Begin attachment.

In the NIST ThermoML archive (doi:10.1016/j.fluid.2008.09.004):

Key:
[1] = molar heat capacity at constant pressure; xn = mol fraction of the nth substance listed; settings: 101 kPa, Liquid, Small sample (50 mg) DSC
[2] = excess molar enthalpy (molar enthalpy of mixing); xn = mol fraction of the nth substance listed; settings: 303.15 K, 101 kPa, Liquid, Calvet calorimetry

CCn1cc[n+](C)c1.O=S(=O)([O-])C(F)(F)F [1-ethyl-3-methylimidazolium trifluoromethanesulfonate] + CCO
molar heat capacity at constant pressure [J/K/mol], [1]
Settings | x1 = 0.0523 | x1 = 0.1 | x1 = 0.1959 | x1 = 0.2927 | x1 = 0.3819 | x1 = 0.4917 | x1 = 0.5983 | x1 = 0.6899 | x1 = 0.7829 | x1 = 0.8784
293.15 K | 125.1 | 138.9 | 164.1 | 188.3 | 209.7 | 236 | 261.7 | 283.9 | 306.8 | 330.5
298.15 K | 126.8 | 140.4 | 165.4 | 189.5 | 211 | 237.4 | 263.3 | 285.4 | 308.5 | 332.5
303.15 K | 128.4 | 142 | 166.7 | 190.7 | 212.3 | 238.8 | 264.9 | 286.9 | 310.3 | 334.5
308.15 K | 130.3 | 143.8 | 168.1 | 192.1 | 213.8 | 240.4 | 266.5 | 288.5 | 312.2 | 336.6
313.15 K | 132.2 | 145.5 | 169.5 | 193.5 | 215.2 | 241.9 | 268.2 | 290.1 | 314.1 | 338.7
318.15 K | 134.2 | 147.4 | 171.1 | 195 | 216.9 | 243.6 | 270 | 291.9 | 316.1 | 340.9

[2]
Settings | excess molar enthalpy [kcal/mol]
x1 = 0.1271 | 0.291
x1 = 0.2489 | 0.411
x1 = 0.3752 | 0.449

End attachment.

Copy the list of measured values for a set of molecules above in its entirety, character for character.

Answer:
In the NIST ThermoML archive (doi:10.1016/j.fluid.2008.09.004):

Key:
[1] = molar heat capacity at constant pressure; xn = mol fraction of the nth substance listed; settings: 101 kPa, Liquid, Small sample (50 mg) DSC
[2] = excess molar enthalpy (molar enthalpy of mixing); xn = mol fraction of the nth substance listed; settings: 303.15 K, 101 kPa, Liquid, Calvet calorimetry

CCn1cc[n+](C)c1.O=S(=O)([O-])C(F)(F)F [1-ethyl-3-methylimidazolium trifluoromethanesulfonate] + CCO
molar heat capacity at constant pressure [J/K/mol], [1]
Settings | x1 = 0.0523 | x1 = 0.1 | x1 = 0.1959 | x1 = 0.2927 | x1 = 0.3819 | x1 = 0.4917 | x1 = 0.5983 | x1 = 0.6899 | x1 = 0.7829 | x1 = 0.8784
293.15 K | 125.1 | 138.9 | 164.1 | 188.3 | 209.7 | 236 | 261.7 | 283.9 | 306.8 | 330.5
298.15 K | 126.8 | 140.4 | 165.4 | 189.5 | 211 | 237.4 | 263.3 | 285.4 | 308.5 | 332.5
303.15 K | 128.4 | 142 | 166.7 | 190.7 | 212.3 | 238.8 | 264.9 | 286.9 | 310.3 | 334.5
308.15 K | 130.3 | 143.8 | 168.1 | 192.1 | 213.8 | 240.4 | 266.5 | 288.5 | 312.2 | 336.6
313.15 K | 132.2 | 145.5 | 169.5 | 193.5 | 215.2 | 241.9 | 268.2 | 290.1 | 314.1 | 338.7
318.15 K | 134.2 | 147.4 | 171.1 | 195 | 216.9 | 243.6 | 270 | 291.9 | 316.1 | 340.9

[2]
Settings | excess molar enthalpy [kcal/mol]
x1 = 0.1271 | 0.291
x1 = 0.2489 | 0.411
x1 = 0.3752 | 0.449